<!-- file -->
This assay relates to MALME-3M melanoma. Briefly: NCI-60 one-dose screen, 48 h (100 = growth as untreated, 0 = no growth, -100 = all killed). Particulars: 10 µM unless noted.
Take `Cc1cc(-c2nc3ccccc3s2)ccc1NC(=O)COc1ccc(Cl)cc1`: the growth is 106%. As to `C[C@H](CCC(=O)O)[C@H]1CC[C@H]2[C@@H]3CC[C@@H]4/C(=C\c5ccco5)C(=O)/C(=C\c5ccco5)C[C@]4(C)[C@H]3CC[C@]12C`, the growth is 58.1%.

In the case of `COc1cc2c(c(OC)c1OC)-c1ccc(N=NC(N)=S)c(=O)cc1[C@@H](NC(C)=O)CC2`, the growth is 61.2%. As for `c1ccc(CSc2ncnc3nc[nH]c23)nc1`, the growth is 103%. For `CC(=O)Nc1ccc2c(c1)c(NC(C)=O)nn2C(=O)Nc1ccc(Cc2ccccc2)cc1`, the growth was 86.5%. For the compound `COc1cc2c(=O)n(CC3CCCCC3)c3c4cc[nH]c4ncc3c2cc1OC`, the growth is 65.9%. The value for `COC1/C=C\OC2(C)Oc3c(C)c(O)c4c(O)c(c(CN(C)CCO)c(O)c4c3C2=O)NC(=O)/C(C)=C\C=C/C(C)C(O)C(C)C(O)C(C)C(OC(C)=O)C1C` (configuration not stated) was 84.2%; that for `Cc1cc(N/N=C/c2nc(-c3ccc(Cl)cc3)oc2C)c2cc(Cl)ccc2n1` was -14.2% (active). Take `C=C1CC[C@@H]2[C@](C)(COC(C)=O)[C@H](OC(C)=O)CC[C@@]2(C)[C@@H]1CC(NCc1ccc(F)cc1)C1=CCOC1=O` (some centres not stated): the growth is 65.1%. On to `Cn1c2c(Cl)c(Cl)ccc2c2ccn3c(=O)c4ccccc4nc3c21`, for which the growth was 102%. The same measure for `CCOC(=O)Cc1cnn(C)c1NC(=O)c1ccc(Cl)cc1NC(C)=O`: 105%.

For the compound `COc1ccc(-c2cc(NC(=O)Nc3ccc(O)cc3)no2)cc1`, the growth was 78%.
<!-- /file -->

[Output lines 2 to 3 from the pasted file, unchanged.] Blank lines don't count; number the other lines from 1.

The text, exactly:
Take `Cc1cc(-c2nc3ccccc3s2)ccc1NC(=O)COc1ccc(Cl)cc1`: the growth is 106%. As to `C[C@H](CCC(=O)O)[C@H]1CC[C@H]2[C@@H]3CC[C@@H]4/C(=C\c5ccco5)C(=O)/C(=C\c5ccco5)C[C@]4(C)[C@H]3CC[C@]12C`, the growth is 58.1%.

In the case of `COc1cc2c(c(OC)c1OC)-c1ccc(N=NC(N)=S)c(=O)cc1[C@@H](NC(C)=O)CC2`, the growth is 61.2%. As for `c1ccc(CSc2ncnc3nc[nH]c23)nc1`, the growth is 103%. For `CC(=O)Nc1ccc2c(c1)c(NC(C)=O)nn2C(=O)Nc1ccc(Cc2ccccc2)cc1`, the growth was 86.5%. For the compound `COc1cc2c(=O)n(CC3CCCCC3)c3c4cc[nH]c4ncc3c2cc1OC`, the growth is 65.9%. The value for `COC1/C=C\OC2(C)Oc3c(C)c(O)c4c(O)c(c(CN(C)CCO)c(O)c4c3C2=O)NC(=O)/C(C)=C\C=C/C(C)C(O)C(C)C(O)C(C)C(OC(C)=O)C1C` (configuration not stated) was 84.2%; that for `Cc1cc(N/N=C/c2nc(-c3ccc(Cl)cc3)oc2C)c2cc(Cl)ccc2n1` was -14.2% (active). Take `C=C1CC[C@@H]2[C@](C)(COC(C)=O)[C@H](OC(C)=O)CC[C@@]2(C)[C@@H]1CC(NCc1ccc(F)cc1)C1=CCOC1=O` (some centres not stated): the growth is 65.1%. On to `Cn1c2c(Cl)c(Cl)ccc2c2ccn3c(=O)c4ccccc4nc3c21`, for which the growth was 102%. The same measure for `CCOC(=O)Cc1cnn(C)c1NC(=O)c1ccc(Cl)cc1NC(C)=O`: 105%.